Saturday, February 25, 2012

Pale Male, Ginger Lima, Bobby and Rosie of Washington Square Park's Nest Cam,the Chagrined Cooper's Hawk, and Unreleasable Eagles Have Releasable Young

Photograph courtesy of

Pale Male, right, and Ginger Lima, left, sitting on the antenna of the Oreo Building,  have been copulating for some while now and I got a note from budding New York City  Hawkwatcher, Gordon Stewart,  asking when eggs might be expected? 

 Well Gordon, as you probably know, having watched from Central Park that there is no view available to look into the bowl of  the nest at 927 Fifth Avenue. We never know exactly when eggs have been laid or when the clutch is complete.  Therefore we always start the count for incubation from the first night that the female, in this case Ginger Lima, does her first overnight sleeping in the bowl of the nest.  Though we've no idea if there are any eggs up there yet when the formel does it.

First off from the first sighted copulation until the first overnight tends to be around a month. 

The first overnight for 927 tends to happen in the first week or two of March.

  Then normal incubation for a Red-tailed Hawk is 28 to 35 days. Our count tends toward 35 days with often a day or two added to the count before a feeding is sighted.

Next an update from Pon Dove concerning Bobby and Rosie of Washington Square Park and the NYTimes Hawk Cam

Dear Friends,
  Emily Rueb of the NY Times called me this morning in response to my inquiry regarding the cam going up. The NY Times staff that is in charge will be meeting with NYU next week. They will discuss the logistics, possibly an improved camera and setup and of course, when! As many of you know, Bobby and Rosie were seen copulating on the Judson Church cross yesterday late afternoon. I was there 10 minutes later and missed it but it was seen by some of our friends and photographed. This is great news.

If all goes well, there should be eggs by approximately mid March or a bit later. It would be great to see the nest before then as they are bringing twigs now so all we can do is hang in there until we see what happens at the meeting. There should be a new article on the NY Times City Room soon, so keep your eye out for that. Just go to chat and click on the typewriter on the left...but you all probably know that already! That's it for now. I'm going back to knitting 3 little bonnets :-) I can't wait!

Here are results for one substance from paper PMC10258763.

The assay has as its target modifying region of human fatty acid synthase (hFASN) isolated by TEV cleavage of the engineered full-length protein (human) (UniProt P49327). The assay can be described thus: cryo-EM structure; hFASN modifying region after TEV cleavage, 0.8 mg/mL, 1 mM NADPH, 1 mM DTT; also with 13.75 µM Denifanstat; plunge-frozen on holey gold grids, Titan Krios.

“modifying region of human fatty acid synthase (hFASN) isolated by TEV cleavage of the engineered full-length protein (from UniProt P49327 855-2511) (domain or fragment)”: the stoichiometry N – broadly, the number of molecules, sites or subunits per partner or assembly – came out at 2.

Best to everyone, 


 Photo by Jeff Murphy
As new hawkwatcher Jeff Murphy stepped out onto to his stoop he happened to look over at his neighbor's house.  Just at that moment  a young Cooper's Hawk whipped  in towards a bush full of sparrows right next to the neighbor's front steps.  

Typical of the wily, adaptable and non-indigenous  House Sparrow, when Coop came in on one side of the bush, the sparrows all went out the other side.

Coop appears to be having trouble believing that they are all really gone.

Photo by Jeff Murphy

Photo by Jeff Murphy

Photo by Jeff Murphy

Photo by Jeff Murphy
           If this were a person I'd say she was chagrined but as this is a bird and we humans have been advised  not to tack our emotions onto them--  Suffice it to say that young Coop appears to be thinking the phenomena over.
2010-04-12 Wisconsin Sandhill Cranes, photo by Donegal Browne
Yes, folks, some of  Wisconsin is thinking it would be a dandy idea to hunt Sandhill Cranes...Good Grief!
And its made the NYTimes, the link courtesy of the birdwatching Diane D'Arcy--
 U.S.   | February 24, 2012
Wisconsin Bill Would Allow Hunting of a Once-Rare Crane
Some farmers and lawmakers say that crane conservation efforts have brought too much of a good thing.
A few weeks ago, I was tuned into Wisconsin Public Radio and Sandhill Crane hunting bill was under discussion.  There was a person  from the Wisconsin Wildlife Federation who was talking about how there was a need to hunt Sandhill Cranes as some farmers in northern Wisconsin were complaining that the cranes were eating their seed corn.
This is a bogus reason. Farmers can get seed corn that has been coated so it tastes bad to cranes.  They then don't eat it.  Cures that "problem".  Next?
A caller who had worked with cranes called in and expressed her concern about their low reproductive replacement time. She spoke about how ignorant we were about what it takes for Sandhills Cranes to be reproductively successful, how we really don't have exact numbers for the population, how their habitat is disappearing, and all the reasons why hunting a species that was almost annihilated not long ago shouldn't be creamed every Sandhill Hunting season.
The WPR  guest explained how only limited numbers would be taken, and hunters would be educated, calmly blew off any scientific concerns, and talked about how this way hunters wouldn't have to leave the state to hunt cranes.

I was not amused. In fact I had started to vibrate from the sheer stupidity of it all.  I picked up my cell phone and called the station.  Now I hate the telephone.  And though I trained as an actor as well as a field biologist, I don't like speaking all.  I'm shy.  But I just couldn't take it anymore. 
They were basically saying that the only important thing in any of this is that hunters won't have to leave the state to hunt Sandhill Cranes?  Kentucky just did away with their hunting season.  And they didn't do it without a reason.